Historic B-17 Comes To McGee-Tyson

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McGhee-Tyson Airport, Knoxville (WVLT) - During World War II, US Air Force pilots in B-17's were high over Europe on bombing runs. The crew members were in their early 20's back then; today, more than 60 years later, several of these men got back on board for a memorable run.

"Was that a better landing than the last one? My God, That's one of the greatest thrills of my life."

It's been decades, but several World War II vets rode the Aluminum Overcast, a B-17 just like they flew in more than 60 years ago. Time has passed but the memories have not.

"It's like riding a bicycle. You don't forget how to ride a bicycle. You don't forget how to fly one of these things," says C.S. Needham, USAF 38th Bomb Group, Retired.

Getting a chance to fly the B-17 again is priceless to these guys as you see it on their face and in their words.

"What do you think Bill?"

"I'm overwhelmed."

For these guys, today was a wonderful joyride. But 62 years ago it was a mission, a dangerous mission.

Many of these heroes remember being hit by enemy fire over Europe fighting Nazi Germany wondering if they'd make it back.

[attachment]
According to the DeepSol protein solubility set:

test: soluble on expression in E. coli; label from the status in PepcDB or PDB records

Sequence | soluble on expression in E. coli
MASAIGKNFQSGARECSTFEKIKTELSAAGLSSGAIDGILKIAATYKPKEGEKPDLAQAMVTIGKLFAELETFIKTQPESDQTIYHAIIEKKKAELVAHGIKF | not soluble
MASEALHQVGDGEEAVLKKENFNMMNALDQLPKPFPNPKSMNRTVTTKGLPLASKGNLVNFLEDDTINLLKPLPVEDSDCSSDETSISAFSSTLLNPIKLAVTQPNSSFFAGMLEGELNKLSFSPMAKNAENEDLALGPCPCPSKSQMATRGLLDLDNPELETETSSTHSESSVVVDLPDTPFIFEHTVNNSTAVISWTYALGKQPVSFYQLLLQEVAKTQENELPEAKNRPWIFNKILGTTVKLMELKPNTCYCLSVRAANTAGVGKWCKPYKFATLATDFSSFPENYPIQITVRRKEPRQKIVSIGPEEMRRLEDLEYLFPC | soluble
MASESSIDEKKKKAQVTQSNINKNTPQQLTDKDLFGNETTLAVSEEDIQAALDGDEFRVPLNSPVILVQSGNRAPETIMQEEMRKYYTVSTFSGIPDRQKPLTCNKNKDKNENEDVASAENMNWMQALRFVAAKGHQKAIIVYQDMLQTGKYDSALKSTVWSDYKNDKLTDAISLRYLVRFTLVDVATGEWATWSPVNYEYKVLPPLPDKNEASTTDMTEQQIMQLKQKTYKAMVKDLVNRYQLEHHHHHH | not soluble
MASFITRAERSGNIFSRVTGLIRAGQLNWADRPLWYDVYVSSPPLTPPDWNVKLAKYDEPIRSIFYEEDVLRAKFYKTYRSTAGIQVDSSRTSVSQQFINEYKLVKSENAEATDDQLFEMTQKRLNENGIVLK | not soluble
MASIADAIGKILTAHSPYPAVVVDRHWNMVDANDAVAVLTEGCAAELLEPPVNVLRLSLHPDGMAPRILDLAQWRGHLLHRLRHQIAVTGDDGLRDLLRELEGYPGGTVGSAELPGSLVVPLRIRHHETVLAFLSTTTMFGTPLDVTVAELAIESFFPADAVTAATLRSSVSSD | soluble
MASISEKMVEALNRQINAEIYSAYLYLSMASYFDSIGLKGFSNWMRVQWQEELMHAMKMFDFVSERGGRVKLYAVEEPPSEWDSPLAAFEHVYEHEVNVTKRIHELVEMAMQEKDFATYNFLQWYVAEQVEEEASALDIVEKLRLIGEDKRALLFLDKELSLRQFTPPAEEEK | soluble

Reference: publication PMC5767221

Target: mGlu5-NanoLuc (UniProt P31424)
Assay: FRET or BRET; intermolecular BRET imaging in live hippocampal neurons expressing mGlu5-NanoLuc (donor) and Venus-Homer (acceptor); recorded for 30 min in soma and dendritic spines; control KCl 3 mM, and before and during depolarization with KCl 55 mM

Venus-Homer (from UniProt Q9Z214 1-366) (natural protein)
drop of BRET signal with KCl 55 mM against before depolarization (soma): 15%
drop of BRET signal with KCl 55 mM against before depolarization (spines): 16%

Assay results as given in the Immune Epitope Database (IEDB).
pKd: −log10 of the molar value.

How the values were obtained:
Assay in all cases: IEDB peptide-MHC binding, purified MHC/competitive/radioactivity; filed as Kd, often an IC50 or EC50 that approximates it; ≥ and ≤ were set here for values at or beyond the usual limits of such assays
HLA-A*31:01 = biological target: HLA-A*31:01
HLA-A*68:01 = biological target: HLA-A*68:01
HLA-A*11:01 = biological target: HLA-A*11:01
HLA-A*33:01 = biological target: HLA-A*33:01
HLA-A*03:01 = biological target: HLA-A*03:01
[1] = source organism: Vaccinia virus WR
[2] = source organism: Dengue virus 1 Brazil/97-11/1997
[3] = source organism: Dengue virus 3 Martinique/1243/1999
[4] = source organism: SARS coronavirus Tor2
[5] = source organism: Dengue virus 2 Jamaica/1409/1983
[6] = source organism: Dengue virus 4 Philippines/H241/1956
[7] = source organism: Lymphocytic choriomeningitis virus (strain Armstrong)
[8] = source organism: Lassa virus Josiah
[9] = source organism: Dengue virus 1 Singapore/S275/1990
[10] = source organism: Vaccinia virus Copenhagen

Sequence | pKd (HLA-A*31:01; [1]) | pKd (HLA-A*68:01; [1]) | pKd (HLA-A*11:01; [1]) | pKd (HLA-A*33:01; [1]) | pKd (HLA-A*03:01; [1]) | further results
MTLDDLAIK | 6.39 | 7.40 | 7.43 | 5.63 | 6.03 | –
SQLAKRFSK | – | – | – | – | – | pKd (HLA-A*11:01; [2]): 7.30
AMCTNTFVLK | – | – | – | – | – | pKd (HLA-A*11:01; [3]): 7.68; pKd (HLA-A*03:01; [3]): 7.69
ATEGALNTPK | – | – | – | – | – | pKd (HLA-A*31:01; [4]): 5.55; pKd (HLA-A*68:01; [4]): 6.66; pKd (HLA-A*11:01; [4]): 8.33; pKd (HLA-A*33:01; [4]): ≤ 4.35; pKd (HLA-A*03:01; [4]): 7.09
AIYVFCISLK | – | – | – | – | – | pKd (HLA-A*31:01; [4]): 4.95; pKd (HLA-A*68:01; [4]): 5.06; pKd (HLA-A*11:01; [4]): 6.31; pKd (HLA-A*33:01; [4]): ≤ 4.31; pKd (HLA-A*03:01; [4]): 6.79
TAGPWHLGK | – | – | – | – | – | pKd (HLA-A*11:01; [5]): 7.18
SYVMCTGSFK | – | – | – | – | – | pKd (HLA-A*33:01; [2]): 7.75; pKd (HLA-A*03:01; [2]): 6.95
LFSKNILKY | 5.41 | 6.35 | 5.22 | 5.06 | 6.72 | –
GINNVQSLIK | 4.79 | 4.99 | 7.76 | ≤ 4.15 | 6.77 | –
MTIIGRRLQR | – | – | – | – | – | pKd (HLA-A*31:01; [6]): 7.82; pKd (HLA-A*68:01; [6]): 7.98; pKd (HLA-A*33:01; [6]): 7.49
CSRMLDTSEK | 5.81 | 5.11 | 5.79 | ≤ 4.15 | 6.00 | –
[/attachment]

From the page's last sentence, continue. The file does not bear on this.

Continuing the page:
"Seven of us bailed out and the pilot and co-pilot ended up getting the plane back to England so I spent seven months in a German prison camp," says Bill Tate, USAF 95th Bomb Group, Retired.

"After we landed both engines cut out because we ran out of gas," says David Adcock, USAF 301st Bomb Group, Retired.

"Put my flight suit on when I got hit the first time and a piece went right through, I mean up and through the top," Needham says.

But they also remember the camaraderie.

"We fought together. We ate together. We played together," says Adcock.

And they'll never forget the B-17, because that's the plane they trusted to get them home.

The plane named "Aluminum Overcast" will be at Tac Air to give you a chance to enjoy the ride Friday through Sunday.

The cost is $385 for EAA members and $425 for non-members, to reserve your place call (800) 359-6217.